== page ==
Friday, November 27, 2020
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Molasses is another sugar option
that doesn’t get a lot of press. It’s a
bit more expensive, sticky, and less commonly used. However, there are good reasons to consider
adding some to your food storage program.
For one, it is simple to add molasses
to granulated sugar to make brown sugar.
To make light brown sugar,
add two tablespoons of molasses per cup of granulated sugar.
To make dark brown sugar,
add four tablespoons of molasses per cup of granulated sugar.
Beyond this most basic of uses, there
are a few things to understand about molasses.
First off, molasses can be made from sugar cane or sugar beets.
Sulfured molasses is
obtained from young sugarcane and treated with sulfur dioxide to preserve it.
Unsulfured molasses is
extracted from ripe sugarcane and is not preserved with sulfur.
In addition, there are three main types of molasses:
Light molasses has a
sweet, mild taste.
Dark molasses has a rich,
Blackstrap molasses is
obtained from the processing of raw cane sugar.
It tends to be bitter and is usually not eaten alone. It has the highest concentration of
antioxidants compared to other sweeteners.
And it is actually better source of iron than red meat for treating
individuals with anemia.
Culinarily (apparently that’s not
a word), molasses is most often used in making gingerbread and baked
beans. I use it in Molasses Oat Bread,
and my husband likes it on toast.
Molasses Oat Bread
2 2/3 cups boiling water
1 1/3 cups rolled oats
2/3 cup molasses
2 tablespoons oil
3 tablespoons sugar
2 teaspoons salt
1 1/2 tablespoons yeast
6-7 cups flour
In a large mixing bowl, combine
the first six ingredients. Cool to
110-115°F. Add yeast; mix well. Add enough flour to form a soft dough. Turn onto a floured surface; knead until
smooth and elastic, about 6-8 minutes.
Place in a greased bowl, turning once to grease top. Cover and let rise in a warm place until
doubled, about 1 1/2 hours.
Punch dough down and divide half;
shape into loaves. Place in greased loaf
pans. Cover and let rise until doubled,
about 1 hour. Bake at 350°F for 45-50
minutes or until golden brown. Remove
from pans to wire racks to cool.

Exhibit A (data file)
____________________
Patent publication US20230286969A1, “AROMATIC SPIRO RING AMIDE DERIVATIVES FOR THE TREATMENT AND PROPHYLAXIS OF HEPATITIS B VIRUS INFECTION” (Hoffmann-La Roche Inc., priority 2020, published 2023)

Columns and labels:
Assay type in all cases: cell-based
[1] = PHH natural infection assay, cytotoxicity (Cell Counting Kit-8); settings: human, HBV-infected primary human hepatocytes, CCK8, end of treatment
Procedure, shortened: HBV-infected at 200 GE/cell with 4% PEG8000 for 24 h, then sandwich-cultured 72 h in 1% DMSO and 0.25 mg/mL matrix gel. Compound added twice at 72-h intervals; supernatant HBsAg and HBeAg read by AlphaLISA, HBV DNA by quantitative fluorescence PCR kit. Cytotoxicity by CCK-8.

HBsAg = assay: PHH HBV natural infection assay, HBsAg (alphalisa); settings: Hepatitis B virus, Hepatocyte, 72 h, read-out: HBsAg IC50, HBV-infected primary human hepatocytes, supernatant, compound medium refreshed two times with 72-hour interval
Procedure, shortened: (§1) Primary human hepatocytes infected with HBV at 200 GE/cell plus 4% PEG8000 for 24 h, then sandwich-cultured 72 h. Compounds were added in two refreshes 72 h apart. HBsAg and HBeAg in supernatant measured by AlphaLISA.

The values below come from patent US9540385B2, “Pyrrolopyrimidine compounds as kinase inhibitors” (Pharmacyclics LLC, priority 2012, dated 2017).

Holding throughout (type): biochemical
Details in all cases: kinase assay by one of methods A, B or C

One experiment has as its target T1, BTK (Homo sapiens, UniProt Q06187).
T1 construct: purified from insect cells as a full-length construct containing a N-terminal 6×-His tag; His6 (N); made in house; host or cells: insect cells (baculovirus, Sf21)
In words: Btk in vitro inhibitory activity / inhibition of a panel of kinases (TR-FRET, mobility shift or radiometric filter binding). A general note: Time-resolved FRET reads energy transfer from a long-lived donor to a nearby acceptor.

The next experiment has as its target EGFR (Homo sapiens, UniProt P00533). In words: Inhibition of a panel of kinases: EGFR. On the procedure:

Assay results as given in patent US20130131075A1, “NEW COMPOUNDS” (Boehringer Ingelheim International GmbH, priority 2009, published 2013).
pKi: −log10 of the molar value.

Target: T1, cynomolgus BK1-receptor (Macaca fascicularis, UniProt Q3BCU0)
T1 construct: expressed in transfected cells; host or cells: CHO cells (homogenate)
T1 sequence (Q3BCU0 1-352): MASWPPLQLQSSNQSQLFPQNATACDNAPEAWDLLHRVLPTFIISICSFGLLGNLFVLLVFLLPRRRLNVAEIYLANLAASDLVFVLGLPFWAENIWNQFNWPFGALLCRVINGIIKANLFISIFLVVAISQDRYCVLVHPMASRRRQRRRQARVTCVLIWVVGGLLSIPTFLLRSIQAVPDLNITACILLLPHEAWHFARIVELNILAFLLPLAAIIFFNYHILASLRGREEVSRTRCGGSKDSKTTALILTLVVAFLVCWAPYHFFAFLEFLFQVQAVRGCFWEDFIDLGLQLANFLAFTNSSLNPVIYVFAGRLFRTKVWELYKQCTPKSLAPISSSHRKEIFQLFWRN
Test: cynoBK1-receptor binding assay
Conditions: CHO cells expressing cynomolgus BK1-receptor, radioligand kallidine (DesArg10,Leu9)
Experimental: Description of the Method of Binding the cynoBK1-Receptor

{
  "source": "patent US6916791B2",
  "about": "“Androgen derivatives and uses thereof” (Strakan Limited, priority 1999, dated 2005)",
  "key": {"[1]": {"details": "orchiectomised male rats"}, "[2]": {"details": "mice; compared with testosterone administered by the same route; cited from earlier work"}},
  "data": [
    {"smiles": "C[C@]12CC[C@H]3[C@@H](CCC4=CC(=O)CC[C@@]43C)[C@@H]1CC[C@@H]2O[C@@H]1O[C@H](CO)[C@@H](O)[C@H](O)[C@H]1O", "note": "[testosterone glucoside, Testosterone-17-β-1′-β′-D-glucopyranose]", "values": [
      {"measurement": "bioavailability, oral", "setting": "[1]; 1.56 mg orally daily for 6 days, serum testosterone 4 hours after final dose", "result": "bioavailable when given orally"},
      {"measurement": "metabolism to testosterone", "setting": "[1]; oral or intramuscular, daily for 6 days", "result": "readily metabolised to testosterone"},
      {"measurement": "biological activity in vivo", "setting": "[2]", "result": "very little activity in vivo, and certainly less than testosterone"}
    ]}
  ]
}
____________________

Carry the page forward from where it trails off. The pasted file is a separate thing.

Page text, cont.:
Like many articles describing the
latest wonder food that will cure everything from colds and zits to cancer,
many health benefits are attributed to molasses as well. If you are looking for a good, natural source
for calcium, magnesium, potassium, iron, folate (important for women planning
to become pregnant to prevent birth defects), vitamins B5 and B6, blackstrap
molasses is the way to go.
Unfortunately, you need at least a tablespoon per day. That’s a lot of blackstrap molasses, both to
eat on a daily basis and to store for the long term.
In addition to being a natural
source for vitamins and minerals, molasses has a medicinal use as well, in
managing constipation. Research has
demonstrated that a 50/50 mix of milk and blackstrap molasses administered as
an enema is more effective than its conventional pharmaceutical counterpart of
sodium phosphate. (And it is perfectly
acceptable to use powdered milk for this.)
More on this will be covered in a post on constipation.
How much should you store? Probably 16-32 ounces per person per
year. If constipation is a concern,
especially in children, you may wish to store double to triple that amount.
Links to related posts:
if you go to buy molasses in bulk – IE: a 5 gallon bucket – make sure it’s food grade and NOT animal feed supplement – YUKE !!!! – there’s no sanitary involved and the contents could include just about anything imaginable ….
I had forgotten about animal feed molasses. Yes, I would hope people would do a little research before buying animal feeds to use as food for people.
I never know which to buy. Sulfered or unsulfered. And which is better if at all
Hi Genevieve, I should have covered that better. I had the thought originally, but lost it before I could do anything about it. Anyway, sulfur was originally used in processing green, unripe sugar cane into molasses. It added a bit of a bitter flavor to the molasses, which was undesirable, but also helped preserve it. It also lightened the color a bit. Nowadays, most molasses is unsulfured. One isn’t necessarily healthier than the other.
I hit reply too soon.
While there isn’t a difference nutrient-wise in the sulfured/unsulfured molasses, some people have allergic reactions to sulfur. For that reason, storing unsulfured molasses may be a better way to go.
I had severe anemia due to blood loss after my last birth, and I can’t recommend blackstrap molasses enough!
Friday, November 27, 2020
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